Bruises are very common in children with haemophilia.
A bruise is not usually cause for alarm unless it is on the person’s head or neck, the person has a hard time moving, the bruise hurts, the lump in the bruise gets larger or does not go away, or there is numbness, or a tingling feeling along with the bruising.
If any of these symptoms are experienced, a physician or local hemophilia treatment centre should be consulted.
Are bruises dangerous?
- How is haemophilia treated?
- How is haemophilia diagnosed?
- What are the signs of haemophilia?
- How serious is haemophilia?
- How common is haemophilia?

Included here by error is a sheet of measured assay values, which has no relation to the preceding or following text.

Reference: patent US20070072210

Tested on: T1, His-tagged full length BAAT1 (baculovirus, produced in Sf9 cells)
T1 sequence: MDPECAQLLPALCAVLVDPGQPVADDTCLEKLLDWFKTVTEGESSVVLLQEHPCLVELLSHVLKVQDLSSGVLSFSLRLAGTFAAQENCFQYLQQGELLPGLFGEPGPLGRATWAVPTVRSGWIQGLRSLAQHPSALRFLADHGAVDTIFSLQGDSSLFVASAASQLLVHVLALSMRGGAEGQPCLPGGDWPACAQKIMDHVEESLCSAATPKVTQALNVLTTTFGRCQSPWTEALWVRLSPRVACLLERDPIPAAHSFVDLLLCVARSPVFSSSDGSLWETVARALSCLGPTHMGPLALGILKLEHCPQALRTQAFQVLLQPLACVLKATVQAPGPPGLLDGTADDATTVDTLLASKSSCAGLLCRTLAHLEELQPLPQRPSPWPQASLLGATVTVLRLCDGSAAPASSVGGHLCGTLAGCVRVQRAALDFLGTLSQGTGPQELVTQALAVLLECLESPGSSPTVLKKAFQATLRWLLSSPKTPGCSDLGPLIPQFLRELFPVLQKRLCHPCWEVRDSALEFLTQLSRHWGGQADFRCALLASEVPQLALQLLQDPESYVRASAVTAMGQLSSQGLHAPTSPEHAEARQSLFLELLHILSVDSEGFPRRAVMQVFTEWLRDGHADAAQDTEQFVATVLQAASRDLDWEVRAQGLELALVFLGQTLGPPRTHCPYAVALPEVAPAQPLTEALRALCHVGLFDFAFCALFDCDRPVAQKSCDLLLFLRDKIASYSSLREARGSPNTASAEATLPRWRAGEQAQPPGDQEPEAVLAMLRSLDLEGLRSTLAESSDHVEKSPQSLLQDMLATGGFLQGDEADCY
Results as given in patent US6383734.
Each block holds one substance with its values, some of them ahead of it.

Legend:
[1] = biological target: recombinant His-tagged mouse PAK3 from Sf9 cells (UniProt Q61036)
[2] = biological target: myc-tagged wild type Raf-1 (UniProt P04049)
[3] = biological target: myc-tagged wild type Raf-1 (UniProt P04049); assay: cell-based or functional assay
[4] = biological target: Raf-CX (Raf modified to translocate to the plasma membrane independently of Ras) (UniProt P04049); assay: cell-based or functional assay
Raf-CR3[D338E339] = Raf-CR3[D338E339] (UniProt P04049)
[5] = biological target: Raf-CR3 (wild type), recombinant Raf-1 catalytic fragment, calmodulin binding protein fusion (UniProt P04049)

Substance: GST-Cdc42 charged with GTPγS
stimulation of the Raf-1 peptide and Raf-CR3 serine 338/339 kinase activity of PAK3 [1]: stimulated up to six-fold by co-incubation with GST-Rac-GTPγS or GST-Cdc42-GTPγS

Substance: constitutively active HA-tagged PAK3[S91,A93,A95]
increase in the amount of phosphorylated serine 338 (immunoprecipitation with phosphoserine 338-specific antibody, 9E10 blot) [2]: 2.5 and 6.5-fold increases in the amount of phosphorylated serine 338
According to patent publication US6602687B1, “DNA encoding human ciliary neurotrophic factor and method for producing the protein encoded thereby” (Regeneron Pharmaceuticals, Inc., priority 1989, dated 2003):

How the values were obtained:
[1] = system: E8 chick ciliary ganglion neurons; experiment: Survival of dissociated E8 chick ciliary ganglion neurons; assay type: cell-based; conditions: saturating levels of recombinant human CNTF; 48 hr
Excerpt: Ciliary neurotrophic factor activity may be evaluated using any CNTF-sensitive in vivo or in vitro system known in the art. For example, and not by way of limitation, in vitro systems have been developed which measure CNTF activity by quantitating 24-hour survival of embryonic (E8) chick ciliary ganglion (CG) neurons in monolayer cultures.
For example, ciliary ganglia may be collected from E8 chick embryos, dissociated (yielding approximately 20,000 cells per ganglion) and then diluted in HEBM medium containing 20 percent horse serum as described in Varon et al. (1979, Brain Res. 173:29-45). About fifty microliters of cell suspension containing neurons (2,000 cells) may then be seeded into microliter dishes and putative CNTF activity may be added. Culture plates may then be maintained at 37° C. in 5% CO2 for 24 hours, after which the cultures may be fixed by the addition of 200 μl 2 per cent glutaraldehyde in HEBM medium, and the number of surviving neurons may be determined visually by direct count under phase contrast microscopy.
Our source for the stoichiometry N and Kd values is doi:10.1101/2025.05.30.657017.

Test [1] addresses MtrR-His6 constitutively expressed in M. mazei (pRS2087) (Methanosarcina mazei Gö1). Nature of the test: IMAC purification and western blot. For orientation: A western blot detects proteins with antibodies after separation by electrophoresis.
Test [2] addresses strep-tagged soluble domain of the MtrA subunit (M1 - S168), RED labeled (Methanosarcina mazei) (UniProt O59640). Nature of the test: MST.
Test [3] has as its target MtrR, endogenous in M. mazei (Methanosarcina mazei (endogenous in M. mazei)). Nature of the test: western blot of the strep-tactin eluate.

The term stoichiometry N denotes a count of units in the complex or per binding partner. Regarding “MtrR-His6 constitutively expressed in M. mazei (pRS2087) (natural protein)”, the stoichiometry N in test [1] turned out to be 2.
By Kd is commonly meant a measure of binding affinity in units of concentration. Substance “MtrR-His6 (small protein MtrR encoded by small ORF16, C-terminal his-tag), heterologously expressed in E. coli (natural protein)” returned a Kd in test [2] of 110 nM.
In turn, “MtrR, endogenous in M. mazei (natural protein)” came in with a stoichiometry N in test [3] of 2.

- Are there any precautions a carrier should take if she becomes pregnant?
- How is haemophilia inherited?
- Does haemophilia only affect men?
- How does a person get haemophilia?
- What is haemophilia?
- Are bruises dangerous?
- Should people with haemophilia avoid aspirin?
- Should people with haemophilia exercise and play sports?
- What are inhibitors?
- What is prophylaxis?
- Is there a cure for haemophilia?
- What is the life expectancy of someone with haemophilia?